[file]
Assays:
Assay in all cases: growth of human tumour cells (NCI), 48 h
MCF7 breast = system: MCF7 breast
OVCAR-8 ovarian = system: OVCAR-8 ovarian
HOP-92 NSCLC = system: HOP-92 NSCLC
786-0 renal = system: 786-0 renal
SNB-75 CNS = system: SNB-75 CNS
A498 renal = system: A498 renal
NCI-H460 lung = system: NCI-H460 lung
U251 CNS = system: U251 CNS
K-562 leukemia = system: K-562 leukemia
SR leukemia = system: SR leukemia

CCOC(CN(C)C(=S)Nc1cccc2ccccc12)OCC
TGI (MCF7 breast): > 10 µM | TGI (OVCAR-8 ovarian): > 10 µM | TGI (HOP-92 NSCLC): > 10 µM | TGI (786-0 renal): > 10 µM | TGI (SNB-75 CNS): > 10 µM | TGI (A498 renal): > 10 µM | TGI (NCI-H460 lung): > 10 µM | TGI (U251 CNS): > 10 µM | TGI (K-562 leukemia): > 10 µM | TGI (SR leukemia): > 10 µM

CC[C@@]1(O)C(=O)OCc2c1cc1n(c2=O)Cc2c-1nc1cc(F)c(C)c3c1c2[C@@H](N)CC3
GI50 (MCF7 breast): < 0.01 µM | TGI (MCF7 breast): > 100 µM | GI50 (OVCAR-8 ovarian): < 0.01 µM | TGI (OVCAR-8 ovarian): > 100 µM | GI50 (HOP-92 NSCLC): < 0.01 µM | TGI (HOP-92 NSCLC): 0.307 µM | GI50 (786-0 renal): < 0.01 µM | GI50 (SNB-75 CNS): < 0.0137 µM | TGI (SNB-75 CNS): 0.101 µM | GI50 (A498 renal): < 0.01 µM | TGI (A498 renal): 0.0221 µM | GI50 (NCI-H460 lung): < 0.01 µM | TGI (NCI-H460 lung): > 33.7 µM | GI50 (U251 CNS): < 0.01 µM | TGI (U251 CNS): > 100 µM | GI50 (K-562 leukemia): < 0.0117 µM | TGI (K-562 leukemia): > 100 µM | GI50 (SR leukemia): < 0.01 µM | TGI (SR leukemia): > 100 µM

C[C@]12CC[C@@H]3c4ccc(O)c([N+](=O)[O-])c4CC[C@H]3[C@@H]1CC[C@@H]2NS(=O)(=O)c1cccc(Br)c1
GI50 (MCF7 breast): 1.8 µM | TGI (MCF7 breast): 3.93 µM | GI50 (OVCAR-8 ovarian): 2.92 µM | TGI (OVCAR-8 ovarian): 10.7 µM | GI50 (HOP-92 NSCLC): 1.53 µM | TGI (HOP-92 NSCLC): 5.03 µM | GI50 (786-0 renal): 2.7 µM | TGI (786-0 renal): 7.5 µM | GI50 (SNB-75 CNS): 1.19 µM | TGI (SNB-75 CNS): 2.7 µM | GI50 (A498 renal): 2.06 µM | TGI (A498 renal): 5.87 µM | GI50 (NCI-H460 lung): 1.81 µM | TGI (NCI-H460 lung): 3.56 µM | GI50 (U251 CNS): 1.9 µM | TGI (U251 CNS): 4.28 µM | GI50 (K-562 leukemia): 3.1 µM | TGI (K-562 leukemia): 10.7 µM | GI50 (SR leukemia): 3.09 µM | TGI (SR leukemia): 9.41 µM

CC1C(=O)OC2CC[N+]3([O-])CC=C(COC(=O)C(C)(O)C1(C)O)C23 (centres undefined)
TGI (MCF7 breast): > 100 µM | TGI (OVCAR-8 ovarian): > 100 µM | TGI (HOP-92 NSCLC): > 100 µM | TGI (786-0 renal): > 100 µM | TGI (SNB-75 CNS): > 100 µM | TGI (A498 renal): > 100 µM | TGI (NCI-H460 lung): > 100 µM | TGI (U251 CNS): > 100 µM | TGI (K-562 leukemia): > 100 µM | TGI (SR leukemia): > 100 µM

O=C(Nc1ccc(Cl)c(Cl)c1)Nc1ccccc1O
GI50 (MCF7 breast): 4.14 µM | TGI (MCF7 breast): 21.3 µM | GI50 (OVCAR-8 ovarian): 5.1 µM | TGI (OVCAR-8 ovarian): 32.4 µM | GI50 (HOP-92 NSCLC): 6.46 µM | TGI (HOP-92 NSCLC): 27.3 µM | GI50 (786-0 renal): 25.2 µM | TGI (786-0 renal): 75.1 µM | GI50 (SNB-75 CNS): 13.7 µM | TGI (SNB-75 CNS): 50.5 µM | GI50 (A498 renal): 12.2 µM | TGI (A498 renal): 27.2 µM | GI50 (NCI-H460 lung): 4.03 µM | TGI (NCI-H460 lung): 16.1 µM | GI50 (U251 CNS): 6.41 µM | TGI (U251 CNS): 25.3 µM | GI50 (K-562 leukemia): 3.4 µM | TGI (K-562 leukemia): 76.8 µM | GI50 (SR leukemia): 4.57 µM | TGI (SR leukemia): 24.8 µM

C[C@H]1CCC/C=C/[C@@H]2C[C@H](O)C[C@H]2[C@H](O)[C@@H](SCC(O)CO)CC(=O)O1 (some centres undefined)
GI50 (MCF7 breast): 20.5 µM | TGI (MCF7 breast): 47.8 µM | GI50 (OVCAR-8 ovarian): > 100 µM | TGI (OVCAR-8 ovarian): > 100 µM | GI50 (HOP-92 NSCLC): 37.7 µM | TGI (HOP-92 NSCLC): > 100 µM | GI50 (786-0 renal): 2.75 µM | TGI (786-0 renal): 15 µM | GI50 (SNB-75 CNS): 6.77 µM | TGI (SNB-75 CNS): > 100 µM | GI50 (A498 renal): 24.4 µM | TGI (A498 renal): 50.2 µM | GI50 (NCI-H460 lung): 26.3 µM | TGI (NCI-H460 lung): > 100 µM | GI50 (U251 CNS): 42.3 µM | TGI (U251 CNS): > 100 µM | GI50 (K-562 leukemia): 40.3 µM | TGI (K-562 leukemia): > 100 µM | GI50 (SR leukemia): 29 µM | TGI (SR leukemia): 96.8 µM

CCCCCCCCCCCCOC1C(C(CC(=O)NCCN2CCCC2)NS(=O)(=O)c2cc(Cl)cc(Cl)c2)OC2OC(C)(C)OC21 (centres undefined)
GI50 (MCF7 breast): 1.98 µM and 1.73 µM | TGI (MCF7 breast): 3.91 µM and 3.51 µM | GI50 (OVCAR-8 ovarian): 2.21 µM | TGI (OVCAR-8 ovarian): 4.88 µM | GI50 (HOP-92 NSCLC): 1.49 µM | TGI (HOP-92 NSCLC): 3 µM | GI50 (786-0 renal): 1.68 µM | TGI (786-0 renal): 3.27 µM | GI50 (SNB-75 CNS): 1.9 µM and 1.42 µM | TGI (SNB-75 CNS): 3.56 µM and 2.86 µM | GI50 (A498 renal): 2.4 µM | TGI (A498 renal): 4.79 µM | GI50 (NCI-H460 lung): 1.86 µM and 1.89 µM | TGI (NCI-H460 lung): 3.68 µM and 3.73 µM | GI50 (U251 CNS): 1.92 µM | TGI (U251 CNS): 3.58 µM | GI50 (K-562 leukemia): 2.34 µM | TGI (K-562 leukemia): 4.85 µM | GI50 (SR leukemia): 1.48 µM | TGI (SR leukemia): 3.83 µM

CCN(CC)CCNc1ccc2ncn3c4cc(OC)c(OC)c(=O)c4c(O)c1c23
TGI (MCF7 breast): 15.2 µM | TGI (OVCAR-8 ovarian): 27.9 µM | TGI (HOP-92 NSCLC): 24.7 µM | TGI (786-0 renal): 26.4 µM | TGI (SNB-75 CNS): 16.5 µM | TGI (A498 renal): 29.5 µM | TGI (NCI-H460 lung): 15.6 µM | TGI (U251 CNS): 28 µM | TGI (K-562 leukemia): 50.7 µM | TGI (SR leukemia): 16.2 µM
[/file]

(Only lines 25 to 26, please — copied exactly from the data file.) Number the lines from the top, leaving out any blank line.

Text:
CCCCCCCCCCCCOC1C(C(CC(=O)NCCN2CCCC2)NS(=O)(=O)c2cc(Cl)cc(Cl)c2)OC2OC(C)(C)OC21 (centres undefined)
GI50 (MCF7 breast): 1.98 µM and 1.73 µM | TGI (MCF7 breast): 3.91 µM and 3.51 µM | GI50 (OVCAR-8 ovarian): 2.21 µM | TGI (OVCAR-8 ovarian): 4.88 µM | GI50 (HOP-92 NSCLC): 1.49 µM | TGI (HOP-92 NSCLC): 3 µM | GI50 (786-0 renal): 1.68 µM | TGI (786-0 renal): 3.27 µM | GI50 (SNB-75 CNS): 1.9 µM and 1.42 µM | TGI (SNB-75 CNS): 3.56 µM and 2.86 µM | GI50 (A498 renal): 2.4 µM | TGI (A498 renal): 4.79 µM | GI50 (NCI-H460 lung): 1.86 µM and 1.89 µM | TGI (NCI-H460 lung): 3.68 µM and 3.73 µM | GI50 (U251 CNS): 1.92 µM | TGI (U251 CNS): 3.58 µM | GI50 (K-562 leukemia): 2.34 µM | TGI (K-562 leukemia): 4.85 µM | GI50 (SR leukemia): 1.48 µM | TGI (SR leukemia): 3.83 µM